After two years of agonizing pain, making every step exhausting, I have a new hip.
Time for high heels!
In the past few weeks, in an unprecedented spree, I’ve bought two pairs, one of which my husband urged me to do, one of them so high I asked the befuddled sales associate if they came with oxygen. The altitude…
I was never much of a high heels sort of girl.
It wasn’t because I’m a feminist.
It’s because I’m a journalist, lived downtown alone in large cities for many years and have often traveled solo in some funky places — i.e. I wore flats so I could walk long distances and run fast, safely, when necessary.
Yes, a stiletto heel makes a nice weapon, but I never wanted any miscreant to get that close in the first place.
When you work as a news reporter, every day offers some
fresh new hell interesting challenge as you’re sent off to cover whatever the editor thinks important, and in all kinds of weather. It’s not a job for gals whose wardrobes restrict them physically, or whose idea of outdoor activity — as American humorist Fran Lebowitz once joked — is stepping from the taxi into the restaurant.
Stories I’ve covered included:
— a bloody car wreck where everyone died in a head-on collision with a city bus. This meant running up a wet, snowy and muddy hill to reach the site
— racing to beat the press pack across a convention center hall to reach the Prime Minister after a speech
— squatting on the wet, slippery, bucking deck of an America’s Cup boat to interview crew members
— heading into the midtown Manhattan offices of a shady “baby nurse” firm for a quote, fully expecting to be yelled at, possibly hit, and needing to sprint back to safety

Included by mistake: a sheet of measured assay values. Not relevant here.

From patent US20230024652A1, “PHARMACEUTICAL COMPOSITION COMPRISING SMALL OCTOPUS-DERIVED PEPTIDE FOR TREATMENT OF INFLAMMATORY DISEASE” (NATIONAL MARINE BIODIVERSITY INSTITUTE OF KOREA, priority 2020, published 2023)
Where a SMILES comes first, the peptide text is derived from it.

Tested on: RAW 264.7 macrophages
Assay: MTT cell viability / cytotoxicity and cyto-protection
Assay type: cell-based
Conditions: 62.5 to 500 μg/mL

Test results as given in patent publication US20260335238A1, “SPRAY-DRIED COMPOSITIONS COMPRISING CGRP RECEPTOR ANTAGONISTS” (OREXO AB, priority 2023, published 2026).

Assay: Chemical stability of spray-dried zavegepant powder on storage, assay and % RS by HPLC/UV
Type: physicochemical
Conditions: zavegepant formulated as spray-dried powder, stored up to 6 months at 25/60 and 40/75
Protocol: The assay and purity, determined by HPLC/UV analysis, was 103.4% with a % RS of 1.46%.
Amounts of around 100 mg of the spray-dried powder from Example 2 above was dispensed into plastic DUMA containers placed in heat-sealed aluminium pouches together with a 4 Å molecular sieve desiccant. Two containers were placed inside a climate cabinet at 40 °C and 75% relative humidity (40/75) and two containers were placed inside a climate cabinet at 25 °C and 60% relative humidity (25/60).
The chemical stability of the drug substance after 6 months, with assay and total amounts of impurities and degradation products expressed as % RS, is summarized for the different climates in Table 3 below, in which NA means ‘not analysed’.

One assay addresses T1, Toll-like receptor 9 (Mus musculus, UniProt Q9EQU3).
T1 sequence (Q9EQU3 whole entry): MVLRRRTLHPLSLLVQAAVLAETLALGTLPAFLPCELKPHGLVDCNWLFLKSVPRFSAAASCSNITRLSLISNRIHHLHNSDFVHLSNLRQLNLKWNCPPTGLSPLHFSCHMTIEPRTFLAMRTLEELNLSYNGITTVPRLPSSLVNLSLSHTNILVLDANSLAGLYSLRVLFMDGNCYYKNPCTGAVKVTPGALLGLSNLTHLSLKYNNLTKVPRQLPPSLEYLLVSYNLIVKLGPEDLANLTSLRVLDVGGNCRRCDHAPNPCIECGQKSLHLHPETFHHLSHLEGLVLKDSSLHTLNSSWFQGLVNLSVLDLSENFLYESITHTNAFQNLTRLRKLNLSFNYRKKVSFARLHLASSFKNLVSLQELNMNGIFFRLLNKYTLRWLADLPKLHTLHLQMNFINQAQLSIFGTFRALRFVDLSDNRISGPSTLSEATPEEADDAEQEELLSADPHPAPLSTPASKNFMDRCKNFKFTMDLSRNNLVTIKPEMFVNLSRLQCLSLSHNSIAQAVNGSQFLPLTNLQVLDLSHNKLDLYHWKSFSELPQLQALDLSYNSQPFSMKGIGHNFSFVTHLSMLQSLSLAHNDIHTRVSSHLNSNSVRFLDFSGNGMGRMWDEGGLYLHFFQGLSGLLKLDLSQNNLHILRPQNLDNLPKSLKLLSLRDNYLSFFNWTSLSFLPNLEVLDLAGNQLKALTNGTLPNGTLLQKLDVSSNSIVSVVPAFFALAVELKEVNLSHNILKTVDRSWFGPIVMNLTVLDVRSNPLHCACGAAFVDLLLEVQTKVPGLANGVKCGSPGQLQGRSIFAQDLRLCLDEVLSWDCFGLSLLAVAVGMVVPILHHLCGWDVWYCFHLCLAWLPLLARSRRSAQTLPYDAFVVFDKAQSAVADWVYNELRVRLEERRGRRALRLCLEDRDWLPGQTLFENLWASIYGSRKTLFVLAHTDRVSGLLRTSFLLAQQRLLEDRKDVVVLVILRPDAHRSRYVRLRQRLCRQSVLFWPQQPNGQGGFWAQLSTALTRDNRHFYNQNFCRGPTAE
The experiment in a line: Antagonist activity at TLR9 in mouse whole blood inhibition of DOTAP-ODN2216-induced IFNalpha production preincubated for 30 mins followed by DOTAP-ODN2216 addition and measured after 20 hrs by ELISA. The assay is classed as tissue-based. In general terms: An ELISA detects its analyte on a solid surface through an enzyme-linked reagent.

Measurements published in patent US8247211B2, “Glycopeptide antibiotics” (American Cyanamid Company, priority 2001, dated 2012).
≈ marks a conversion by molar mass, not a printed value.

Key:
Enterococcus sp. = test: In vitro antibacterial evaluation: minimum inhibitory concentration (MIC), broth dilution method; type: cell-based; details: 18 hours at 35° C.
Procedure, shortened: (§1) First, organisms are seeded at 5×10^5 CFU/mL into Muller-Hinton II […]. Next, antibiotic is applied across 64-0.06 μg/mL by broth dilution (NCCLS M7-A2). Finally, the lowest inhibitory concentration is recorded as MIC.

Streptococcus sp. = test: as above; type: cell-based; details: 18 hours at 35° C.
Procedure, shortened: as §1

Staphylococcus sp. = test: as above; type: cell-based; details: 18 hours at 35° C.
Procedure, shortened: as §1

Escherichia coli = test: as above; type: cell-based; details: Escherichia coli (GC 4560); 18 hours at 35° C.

You get the idea.
Not only do serious reporters need to run/squat/climb things, we need to beat the competition. Not that anyone really working it would show up in Louboutins, but knowing I could book it was comforting. On several occasions — back when the earth was cooling (the 1980s), before the Internet and cellphones — I had to locate, commandeer and race to the nearest pay phone before anyone else in the press pack.
(Watch a few 1940s movies to see what I’m talking about.)
It was no time for heels.
The week I got re-married, last September, a tad anxious as most brides are, I did what tends to soothe me at times of stress — buy shoes. I treated myself to my first-ever, full-price pair of Manolo Blahniks, burgundy sling-backs to wear with my (non-white) wedding dress.
Damned if I was going to head back into matrimony in boring old flats. Nope, this was a day for gorgeous, sexy heels. One of my favorite photos of that day is my Dad and the minister, each steadying me, as I slip into them before gliding down the aisle.
Here’s a recent blog post featured on Freshly Pressed, about whether you can be a feminist and wear high heels.
How many of you dig high heels?